I have never seen a noble character in real life. If you lock Mike Tyson up in a room and throw a snake in, he will shit his pants. So at that moment, you cannot call him a brave fighter. The character changes according to the situation. You cannot define a character the way people do in real life, where we meet someone and instantly say he’s such a nice guy. After five years, we may discover that he’s a rapist or a paedophile. On the other hand, even within a rapist, there may be deep reserves of humanity. Fixing characters with specific traits makes them boring. I like to push my characters into extremes.

So do you fix your characters and loop your narrative around them, or do you have a story idea that then gives rise to the characters? It’s probably a mix of both.

Like any assistant director trying to make his first film – I assisted Vincent Selva on Youth and Jithan – I wanted to reassure my producer with Chitiram Pesuthadi. So I made a love story. Anjaathey came about because I have a friend who’s a cop, an honest cop. Before becoming a cop, he led a very casual life, and I thought it would be interesting to show how he gets to understand his duty. Nandalala, as I said, is developed from events in my own life. As for Yudham Sei, I was chased by an image for nearly ten days, that of an old woman waiting at court for a verdict. And I decided to go in reverse, to discover why she was there.

I read someplace that only in the third act should I stumble upon my premise or theme. I should say, “Oh this is what I meant to write!” The core of Nandalala is the scene with Nasser [who plays a lorry driver who, asleep at his wheel, brings about some sort of deux ex machina]. If a man can do so much good while sleeping, imagine how much good one can do while awake. After writing that scene, I finally felt I understood Nandalala.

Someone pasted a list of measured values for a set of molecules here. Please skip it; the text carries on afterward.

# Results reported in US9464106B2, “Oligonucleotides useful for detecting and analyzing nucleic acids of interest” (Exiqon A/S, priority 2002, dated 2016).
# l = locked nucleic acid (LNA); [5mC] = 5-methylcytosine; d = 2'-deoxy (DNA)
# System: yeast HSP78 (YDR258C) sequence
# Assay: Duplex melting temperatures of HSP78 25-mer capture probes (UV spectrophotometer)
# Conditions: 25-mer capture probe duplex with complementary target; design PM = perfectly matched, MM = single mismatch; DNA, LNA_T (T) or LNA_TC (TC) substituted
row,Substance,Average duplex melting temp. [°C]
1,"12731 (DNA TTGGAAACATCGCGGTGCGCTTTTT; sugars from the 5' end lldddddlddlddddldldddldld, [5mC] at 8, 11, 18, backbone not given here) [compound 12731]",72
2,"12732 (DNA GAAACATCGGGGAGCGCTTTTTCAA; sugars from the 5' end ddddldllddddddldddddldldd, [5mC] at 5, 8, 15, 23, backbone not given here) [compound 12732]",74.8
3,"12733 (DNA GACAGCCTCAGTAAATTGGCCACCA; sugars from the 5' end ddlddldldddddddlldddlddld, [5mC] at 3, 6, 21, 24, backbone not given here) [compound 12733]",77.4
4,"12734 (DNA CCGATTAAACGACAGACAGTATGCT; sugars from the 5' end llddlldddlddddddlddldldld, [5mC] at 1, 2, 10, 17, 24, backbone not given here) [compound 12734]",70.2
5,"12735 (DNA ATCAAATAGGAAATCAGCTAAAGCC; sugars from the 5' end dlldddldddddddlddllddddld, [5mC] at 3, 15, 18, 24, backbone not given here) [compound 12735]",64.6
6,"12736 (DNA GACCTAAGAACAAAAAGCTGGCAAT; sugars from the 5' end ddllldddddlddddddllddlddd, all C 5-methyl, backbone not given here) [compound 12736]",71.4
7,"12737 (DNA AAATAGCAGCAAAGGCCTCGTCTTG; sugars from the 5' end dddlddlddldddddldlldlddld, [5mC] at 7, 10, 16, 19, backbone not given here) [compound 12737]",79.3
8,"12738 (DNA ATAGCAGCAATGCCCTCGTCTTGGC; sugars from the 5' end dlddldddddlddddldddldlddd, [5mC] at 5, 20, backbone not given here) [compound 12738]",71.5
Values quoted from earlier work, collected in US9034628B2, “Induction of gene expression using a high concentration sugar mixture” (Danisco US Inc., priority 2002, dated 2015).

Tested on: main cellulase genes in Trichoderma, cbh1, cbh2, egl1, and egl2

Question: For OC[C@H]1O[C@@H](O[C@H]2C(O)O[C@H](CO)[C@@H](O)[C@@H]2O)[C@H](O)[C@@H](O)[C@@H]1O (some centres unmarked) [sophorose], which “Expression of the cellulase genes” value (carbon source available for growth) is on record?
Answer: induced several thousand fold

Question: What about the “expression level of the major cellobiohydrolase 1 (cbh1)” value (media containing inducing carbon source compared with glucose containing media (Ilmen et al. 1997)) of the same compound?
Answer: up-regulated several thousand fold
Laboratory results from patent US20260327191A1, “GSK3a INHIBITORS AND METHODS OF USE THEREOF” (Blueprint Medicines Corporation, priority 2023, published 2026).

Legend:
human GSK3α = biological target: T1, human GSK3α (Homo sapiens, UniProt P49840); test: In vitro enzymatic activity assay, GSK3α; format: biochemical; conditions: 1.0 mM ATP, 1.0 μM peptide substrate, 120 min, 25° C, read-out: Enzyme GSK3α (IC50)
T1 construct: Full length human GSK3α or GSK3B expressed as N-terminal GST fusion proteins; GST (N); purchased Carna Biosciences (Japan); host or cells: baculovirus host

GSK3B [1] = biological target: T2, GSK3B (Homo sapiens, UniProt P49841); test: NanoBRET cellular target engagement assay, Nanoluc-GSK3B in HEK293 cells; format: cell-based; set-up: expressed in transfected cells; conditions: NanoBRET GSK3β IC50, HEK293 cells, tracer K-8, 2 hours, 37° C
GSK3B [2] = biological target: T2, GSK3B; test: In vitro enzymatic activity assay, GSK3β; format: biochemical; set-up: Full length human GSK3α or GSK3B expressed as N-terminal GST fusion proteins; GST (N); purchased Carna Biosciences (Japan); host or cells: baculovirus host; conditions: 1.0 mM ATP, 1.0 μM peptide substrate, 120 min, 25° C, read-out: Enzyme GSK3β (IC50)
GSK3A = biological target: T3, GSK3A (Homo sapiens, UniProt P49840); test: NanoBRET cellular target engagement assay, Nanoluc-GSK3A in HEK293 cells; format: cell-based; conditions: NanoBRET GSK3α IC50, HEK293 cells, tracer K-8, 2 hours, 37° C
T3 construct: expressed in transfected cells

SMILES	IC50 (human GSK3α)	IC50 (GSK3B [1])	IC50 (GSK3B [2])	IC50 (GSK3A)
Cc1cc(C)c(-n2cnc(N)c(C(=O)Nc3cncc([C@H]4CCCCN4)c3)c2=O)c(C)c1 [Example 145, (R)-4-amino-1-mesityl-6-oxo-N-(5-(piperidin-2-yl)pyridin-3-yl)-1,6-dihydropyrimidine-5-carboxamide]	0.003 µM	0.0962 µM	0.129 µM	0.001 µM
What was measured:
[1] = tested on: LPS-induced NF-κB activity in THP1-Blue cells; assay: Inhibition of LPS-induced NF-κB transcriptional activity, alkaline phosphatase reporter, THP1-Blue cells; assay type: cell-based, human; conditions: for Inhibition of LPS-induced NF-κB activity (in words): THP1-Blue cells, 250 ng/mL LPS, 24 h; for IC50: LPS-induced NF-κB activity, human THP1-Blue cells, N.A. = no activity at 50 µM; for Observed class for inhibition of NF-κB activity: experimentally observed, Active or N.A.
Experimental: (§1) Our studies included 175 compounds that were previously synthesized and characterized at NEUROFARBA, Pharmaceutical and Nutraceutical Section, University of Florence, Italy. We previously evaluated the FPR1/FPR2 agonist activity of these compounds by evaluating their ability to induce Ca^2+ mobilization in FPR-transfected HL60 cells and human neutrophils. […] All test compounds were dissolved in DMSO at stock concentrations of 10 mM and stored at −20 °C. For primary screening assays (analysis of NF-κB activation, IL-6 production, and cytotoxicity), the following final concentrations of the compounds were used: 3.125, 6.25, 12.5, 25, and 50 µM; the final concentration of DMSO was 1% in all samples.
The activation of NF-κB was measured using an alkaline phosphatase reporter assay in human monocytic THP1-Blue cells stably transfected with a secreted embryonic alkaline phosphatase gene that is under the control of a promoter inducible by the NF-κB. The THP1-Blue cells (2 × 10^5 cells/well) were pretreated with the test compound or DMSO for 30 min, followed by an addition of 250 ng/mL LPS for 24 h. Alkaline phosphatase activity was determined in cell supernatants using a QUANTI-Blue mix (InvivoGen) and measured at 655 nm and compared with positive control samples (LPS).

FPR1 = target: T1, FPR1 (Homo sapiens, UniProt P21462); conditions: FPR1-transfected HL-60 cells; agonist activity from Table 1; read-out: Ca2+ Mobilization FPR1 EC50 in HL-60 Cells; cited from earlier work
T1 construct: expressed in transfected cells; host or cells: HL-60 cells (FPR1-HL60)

Another accidental discovery occurred while I was shooting the scene with the girl on a tractor. I told my cinematographer to compose the shot with the tree in the frame, and I kept walking into the field, talking on the phone. After a while, I suddenly came across the sight of weeds in water, and I knew at once that this would be the title image of my movie. [It appears during the opening credits.] There are a lot of things not there in the movie, like the shot of a bunch of flowers floating in a stream. That’s a journey too, like the journey of my protagonists, and I wanted to shoot it. And those shots of the millipede and the python – again, creatures making their way through their own journey. It’s beautiful to make movies this way, probably because I read a lot of haiku.